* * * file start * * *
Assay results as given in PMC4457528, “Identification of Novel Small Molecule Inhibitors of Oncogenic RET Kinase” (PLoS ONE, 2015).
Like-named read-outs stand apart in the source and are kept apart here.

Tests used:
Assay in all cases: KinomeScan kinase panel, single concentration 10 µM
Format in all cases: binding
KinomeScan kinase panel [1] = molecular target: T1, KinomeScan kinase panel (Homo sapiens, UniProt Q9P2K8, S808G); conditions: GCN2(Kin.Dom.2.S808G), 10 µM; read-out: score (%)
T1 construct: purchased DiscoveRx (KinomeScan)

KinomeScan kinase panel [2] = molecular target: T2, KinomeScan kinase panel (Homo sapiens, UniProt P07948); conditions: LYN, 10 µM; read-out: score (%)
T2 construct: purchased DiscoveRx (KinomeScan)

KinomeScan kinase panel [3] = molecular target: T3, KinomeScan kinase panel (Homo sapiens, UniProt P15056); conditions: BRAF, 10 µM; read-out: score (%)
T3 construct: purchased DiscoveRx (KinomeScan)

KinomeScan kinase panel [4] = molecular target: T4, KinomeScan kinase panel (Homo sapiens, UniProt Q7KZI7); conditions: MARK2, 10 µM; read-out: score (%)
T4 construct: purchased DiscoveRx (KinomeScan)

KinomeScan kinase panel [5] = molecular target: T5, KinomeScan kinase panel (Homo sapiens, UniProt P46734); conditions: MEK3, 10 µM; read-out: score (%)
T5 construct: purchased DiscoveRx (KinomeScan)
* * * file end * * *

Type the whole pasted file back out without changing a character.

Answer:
Assay results as given in PMC4457528, “Identification of Novel Small Molecule Inhibitors of Oncogenic RET Kinase” (PLoS ONE, 2015).
Like-named read-outs stand apart in the source and are kept apart here.

Tests used:
Assay in all cases: KinomeScan kinase panel, single concentration 10 µM
Format in all cases: binding
KinomeScan kinase panel [1] = molecular target: T1, KinomeScan kinase panel (Homo sapiens, UniProt Q9P2K8, S808G); conditions: GCN2(Kin.Dom.2.S808G), 10 µM; read-out: score (%)
T1 construct: purchased DiscoveRx (KinomeScan)

KinomeScan kinase panel [2] = molecular target: T2, KinomeScan kinase panel (Homo sapiens, UniProt P07948); conditions: LYN, 10 µM; read-out: score (%)
T2 construct: purchased DiscoveRx (KinomeScan)

KinomeScan kinase panel [3] = molecular target: T3, KinomeScan kinase panel (Homo sapiens, UniProt P15056); conditions: BRAF, 10 µM; read-out: score (%)
T3 construct: purchased DiscoveRx (KinomeScan)

KinomeScan kinase panel [4] = molecular target: T4, KinomeScan kinase panel (Homo sapiens, UniProt Q7KZI7); conditions: MARK2, 10 µM; read-out: score (%)
T4 construct: purchased DiscoveRx (KinomeScan)

KinomeScan kinase panel [5] = molecular target: T5, KinomeScan kinase panel (Homo sapiens, UniProt P46734); conditions: MEK3, 10 µM; read-out: score (%)
T5 construct: purchased DiscoveRx (KinomeScan)